John: It was like 8, 900 calories a day. And I … I think you went through somethin’ kinda like that, right?
Jessie: I did; I did. Yeah, I … um … I was an athlete starting from a young age all the way through college. And so, I never really had to worry much about what I ate. Like literally ate Twix and a Sprite every day for lunch all of my junior year. And it didn’t matter, because I would work out all afternoon and have games at night. And so…
Then there came a time when I wasn’t doing that anymore and I realized I was starting to gain weight and I fell into the habit of exercise bulimia, where every calorie that I consumed I felt I needed to punish myself for in the form of exercise. And it’s a trap. And what’s so crazy, John, I’m so glad you brought that up, it often begins in a positive way of I want to get my body healthy.
Jessie: And then there’s something that trips in a girl’s mind where we see progress and then that progress isn’t good enough. And then it’s almost like our mind becomes clouded. We get these dark glasses on where we can’t see reality anymore.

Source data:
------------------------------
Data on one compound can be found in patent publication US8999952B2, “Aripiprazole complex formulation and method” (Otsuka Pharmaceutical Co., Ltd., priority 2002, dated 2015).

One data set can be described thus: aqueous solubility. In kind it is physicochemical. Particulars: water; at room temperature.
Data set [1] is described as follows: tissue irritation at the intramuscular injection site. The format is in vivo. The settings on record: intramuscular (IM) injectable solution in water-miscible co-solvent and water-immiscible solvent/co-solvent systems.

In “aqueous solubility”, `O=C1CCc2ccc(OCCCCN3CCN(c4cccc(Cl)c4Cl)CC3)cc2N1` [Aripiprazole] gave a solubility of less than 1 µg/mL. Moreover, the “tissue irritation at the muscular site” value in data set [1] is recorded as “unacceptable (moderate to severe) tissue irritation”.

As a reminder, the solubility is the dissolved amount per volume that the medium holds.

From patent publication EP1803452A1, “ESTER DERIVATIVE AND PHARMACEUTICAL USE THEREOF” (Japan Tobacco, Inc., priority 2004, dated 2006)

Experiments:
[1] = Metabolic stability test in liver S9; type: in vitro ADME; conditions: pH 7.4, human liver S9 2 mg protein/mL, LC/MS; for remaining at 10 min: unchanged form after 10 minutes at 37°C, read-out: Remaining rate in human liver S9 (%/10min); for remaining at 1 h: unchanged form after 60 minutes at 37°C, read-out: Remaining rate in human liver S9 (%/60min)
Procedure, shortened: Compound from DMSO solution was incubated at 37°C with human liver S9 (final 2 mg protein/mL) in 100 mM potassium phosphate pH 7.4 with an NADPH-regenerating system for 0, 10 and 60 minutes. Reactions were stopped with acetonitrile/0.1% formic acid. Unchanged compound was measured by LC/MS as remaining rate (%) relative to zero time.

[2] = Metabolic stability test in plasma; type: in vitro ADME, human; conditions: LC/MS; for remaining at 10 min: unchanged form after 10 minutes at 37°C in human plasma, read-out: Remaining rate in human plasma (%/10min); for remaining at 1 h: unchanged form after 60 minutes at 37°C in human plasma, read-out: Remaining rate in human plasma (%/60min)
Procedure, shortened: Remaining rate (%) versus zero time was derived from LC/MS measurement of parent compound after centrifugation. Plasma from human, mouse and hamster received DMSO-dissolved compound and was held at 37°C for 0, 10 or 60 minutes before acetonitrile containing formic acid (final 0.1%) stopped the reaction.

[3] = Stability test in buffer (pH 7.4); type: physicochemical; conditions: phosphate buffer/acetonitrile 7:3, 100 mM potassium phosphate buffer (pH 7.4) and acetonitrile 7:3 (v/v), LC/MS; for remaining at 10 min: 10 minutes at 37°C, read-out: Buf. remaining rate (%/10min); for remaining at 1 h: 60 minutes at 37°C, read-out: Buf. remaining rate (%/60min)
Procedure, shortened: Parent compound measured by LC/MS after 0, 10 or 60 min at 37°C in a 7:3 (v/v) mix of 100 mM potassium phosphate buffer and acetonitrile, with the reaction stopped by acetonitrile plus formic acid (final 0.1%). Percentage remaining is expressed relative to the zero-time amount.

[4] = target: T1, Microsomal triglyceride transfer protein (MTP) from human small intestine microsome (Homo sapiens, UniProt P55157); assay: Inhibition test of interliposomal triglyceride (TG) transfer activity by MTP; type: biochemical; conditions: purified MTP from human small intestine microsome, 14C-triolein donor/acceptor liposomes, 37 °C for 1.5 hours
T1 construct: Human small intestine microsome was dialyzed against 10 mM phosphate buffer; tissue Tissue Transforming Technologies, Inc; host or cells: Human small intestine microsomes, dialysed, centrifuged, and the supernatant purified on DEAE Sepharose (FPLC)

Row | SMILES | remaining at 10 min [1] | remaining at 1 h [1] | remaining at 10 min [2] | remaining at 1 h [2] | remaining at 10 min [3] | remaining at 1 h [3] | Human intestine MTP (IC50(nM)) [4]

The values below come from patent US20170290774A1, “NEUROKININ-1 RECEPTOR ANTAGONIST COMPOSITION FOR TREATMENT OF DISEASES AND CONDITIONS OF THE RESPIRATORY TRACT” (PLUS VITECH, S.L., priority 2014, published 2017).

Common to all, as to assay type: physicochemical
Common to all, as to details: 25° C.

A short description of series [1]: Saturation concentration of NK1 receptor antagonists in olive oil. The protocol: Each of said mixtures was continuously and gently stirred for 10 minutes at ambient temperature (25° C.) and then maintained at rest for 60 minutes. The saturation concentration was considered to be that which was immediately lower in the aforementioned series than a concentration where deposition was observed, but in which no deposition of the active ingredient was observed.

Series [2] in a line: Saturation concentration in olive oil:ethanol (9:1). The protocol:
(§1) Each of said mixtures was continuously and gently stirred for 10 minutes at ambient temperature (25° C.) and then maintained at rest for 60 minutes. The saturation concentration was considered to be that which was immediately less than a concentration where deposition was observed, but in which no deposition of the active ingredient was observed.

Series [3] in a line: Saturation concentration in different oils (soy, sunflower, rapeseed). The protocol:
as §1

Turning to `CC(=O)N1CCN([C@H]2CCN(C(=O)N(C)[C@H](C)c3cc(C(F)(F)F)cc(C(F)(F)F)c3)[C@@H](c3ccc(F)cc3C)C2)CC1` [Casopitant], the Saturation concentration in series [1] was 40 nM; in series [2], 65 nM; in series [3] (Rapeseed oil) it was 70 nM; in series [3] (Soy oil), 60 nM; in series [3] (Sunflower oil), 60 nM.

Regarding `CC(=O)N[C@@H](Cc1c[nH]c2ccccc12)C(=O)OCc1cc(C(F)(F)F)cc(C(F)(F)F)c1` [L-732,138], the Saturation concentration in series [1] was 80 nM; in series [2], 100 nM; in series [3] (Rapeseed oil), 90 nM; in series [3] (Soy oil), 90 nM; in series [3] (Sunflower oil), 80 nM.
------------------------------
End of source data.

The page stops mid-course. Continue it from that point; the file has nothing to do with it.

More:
Jim: Compulsive really.
Jessie: It … it becomes compulsive–
Jessie: –where we’re starting to see, wait a second. I’m starting to look more like that image I’m seeing in that magazine. If I keep this up, I might attain perfection, right? And so, we keep chasing it and it never fully satisfies.
In fact, someone very dear to me um … who went through cancer, she struggled with weight a … much of her life. She was in the middle of cancer treatment and so she saw all this weight dropping off and she actually told me, “You know, it sounds sick, but it’s actually a relief that I’m finally losing all this weight.” And she looked like she coulda been in a death camp at … at that point.” But she finally felt like maybe she wasn’t fat anymore.
Jim: Well, and that describes for me the grip that it has on people and many, many women, certainly not everyone and we realize that. But … but it is, it’s this incredible grip, the body image and the issue of body image.
Um … I think it’s important to kinda distinguish that line. It’s so particular case by case. But John, for you and Dena and the rest of the family, where you were noticing what your daughter was eating or not eating. That’s kind of a … a good place to just be mindful of it. You don’t have to go over the top, but just know the general well-being of your children, correct?
Jessie: Absolutely, yeah as a family and to be talking about what health looks like and to be open and honest as parents with what your struggles are.